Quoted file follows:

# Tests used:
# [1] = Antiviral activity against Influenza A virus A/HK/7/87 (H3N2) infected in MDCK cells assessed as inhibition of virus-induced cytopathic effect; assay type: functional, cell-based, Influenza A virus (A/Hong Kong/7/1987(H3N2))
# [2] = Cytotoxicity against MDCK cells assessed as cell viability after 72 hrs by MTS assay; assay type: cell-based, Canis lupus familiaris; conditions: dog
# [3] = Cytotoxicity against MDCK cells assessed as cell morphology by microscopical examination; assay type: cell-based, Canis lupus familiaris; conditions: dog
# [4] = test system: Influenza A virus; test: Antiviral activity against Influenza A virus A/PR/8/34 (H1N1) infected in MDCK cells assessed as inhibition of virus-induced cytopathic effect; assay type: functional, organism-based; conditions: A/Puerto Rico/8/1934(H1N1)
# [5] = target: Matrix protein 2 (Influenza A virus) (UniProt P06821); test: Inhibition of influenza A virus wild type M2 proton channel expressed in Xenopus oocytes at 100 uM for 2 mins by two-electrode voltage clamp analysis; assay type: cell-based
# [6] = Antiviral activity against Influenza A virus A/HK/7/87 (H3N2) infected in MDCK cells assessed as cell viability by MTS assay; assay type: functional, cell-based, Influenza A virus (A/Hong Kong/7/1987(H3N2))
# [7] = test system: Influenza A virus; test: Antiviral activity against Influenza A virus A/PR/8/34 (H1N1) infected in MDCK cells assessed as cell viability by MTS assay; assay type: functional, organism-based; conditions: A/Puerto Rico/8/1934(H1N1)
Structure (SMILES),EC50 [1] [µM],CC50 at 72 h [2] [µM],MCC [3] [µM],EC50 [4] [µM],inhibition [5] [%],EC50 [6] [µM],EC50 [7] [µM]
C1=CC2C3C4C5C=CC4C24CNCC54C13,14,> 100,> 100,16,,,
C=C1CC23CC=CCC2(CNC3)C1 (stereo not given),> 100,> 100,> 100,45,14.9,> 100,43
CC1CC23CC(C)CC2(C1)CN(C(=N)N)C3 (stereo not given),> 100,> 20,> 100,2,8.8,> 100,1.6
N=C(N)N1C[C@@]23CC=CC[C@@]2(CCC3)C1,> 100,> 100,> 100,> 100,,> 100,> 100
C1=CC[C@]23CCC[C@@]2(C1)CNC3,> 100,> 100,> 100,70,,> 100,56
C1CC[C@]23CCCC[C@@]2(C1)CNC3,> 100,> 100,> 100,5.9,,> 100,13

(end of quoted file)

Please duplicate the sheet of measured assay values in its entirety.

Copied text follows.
# Tests used:
# [1] = Antiviral activity against Influenza A virus A/HK/7/87 (H3N2) infected in MDCK cells assessed as inhibition of virus-induced cytopathic effect; assay type: functional, cell-based, Influenza A virus (A/Hong Kong/7/1987(H3N2))
# [2] = Cytotoxicity against MDCK cells assessed as cell viability after 72 hrs by MTS assay; assay type: cell-based, Canis lupus familiaris; conditions: dog
# [3] = Cytotoxicity against MDCK cells assessed as cell morphology by microscopical examination; assay type: cell-based, Canis lupus familiaris; conditions: dog
# [4] = test system: Influenza A virus; test: Antiviral activity against Influenza A virus A/PR/8/34 (H1N1) infected in MDCK cells assessed as inhibition of virus-induced cytopathic effect; assay type: functional, organism-based; conditions: A/Puerto Rico/8/1934(H1N1)
# [5] = target: Matrix protein 2 (Influenza A virus) (UniProt P06821); test: Inhibition of influenza A virus wild type M2 proton channel expressed in Xenopus oocytes at 100 uM for 2 mins by two-electrode voltage clamp analysis; assay type: cell-based
# [6] = Antiviral activity against Influenza A virus A/HK/7/87 (H3N2) infected in MDCK cells assessed as cell viability by MTS assay; assay type: functional, cell-based, Influenza A virus (A/Hong Kong/7/1987(H3N2))
# [7] = test system: Influenza A virus; test: Antiviral activity against Influenza A virus A/PR/8/34 (H1N1) infected in MDCK cells assessed as cell viability by MTS assay; assay type: functional, organism-based; conditions: A/Puerto Rico/8/1934(H1N1)
Structure (SMILES),EC50 [1] [µM],CC50 at 72 h [2] [µM],MCC [3] [µM],EC50 [4] [µM],inhibition [5] [%],EC50 [6] [µM],EC50 [7] [µM]
C1=CC2C3C4C5C=CC4C24CNCC54C13,14,> 100,> 100,16,,,
C=C1CC23CC=CCC2(CNC3)C1 (stereo not given),> 100,> 100,> 100,45,14.9,> 100,43
CC1CC23CC(C)CC2(C1)CN(C(=N)N)C3 (stereo not given),> 100,> 20,> 100,2,8.8,> 100,1.6
N=C(N)N1C[C@@]23CC=CC[C@@]2(CCC3)C1,> 100,> 100,> 100,> 100,,> 100,> 100
C1=CC[C@]23CCC[C@@]2(C1)CNC3,> 100,> 100,> 100,70,,> 100,56
C1CC[C@]23CCCC[C@@]2(C1)CNC3,> 100,> 100,> 100,5.9,,> 100,13